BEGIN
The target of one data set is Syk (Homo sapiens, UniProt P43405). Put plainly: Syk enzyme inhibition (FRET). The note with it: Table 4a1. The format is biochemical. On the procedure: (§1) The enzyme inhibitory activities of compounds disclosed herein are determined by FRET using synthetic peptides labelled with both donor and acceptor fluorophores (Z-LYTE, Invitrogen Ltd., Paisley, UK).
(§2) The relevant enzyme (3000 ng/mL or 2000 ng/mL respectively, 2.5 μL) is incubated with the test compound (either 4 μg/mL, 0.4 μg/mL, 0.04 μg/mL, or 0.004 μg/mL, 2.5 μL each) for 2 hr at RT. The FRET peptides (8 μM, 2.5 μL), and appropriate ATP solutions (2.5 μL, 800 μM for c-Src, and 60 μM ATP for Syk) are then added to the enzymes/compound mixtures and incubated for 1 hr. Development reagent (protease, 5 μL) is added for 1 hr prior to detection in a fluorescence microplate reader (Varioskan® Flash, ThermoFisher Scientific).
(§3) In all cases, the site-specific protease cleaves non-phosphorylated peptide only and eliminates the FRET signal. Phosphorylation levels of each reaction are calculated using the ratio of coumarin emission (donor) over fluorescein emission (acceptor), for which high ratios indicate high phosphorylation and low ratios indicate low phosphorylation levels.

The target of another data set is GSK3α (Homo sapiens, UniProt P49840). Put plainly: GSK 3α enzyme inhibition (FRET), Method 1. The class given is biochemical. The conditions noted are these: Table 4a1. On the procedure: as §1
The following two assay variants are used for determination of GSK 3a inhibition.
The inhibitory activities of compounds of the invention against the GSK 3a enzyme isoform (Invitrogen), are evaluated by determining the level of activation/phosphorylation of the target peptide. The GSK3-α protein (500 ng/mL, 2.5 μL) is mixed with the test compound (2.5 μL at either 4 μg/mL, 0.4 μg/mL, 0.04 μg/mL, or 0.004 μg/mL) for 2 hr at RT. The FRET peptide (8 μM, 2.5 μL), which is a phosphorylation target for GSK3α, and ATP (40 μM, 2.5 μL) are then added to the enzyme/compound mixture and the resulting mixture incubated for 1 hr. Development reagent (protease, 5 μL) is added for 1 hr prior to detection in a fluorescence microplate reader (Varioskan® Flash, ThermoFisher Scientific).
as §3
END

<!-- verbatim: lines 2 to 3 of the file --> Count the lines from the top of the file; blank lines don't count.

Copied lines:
(§2) The relevant enzyme (3000 ng/mL or 2000 ng/mL respectively, 2.5 μL) is incubated with the test compound (either 4 μg/mL, 0.4 μg/mL, 0.04 μg/mL, or 0.004 μg/mL, 2.5 μL each) for 2 hr at RT. The FRET peptides (8 μM, 2.5 μL), and appropriate ATP solutions (2.5 μL, 800 μM for c-Src, and 60 μM ATP for Syk) are then added to the enzymes/compound mixtures and incubated for 1 hr. Development reagent (protease, 5 μL) is added for 1 hr prior to detection in a fluorescence microplate reader (Varioskan® Flash, ThermoFisher Scientific).
(§3) In all cases, the site-specific protease cleaves non-phosphorylated peptide only and eliminates the FRET signal. Phosphorylation levels of each reaction are calculated using the ratio of coumarin emission (donor) over fluorescein emission (acceptor), for which high ratios indicate high phosphorylation and low ratios indicate low phosphorylation levels.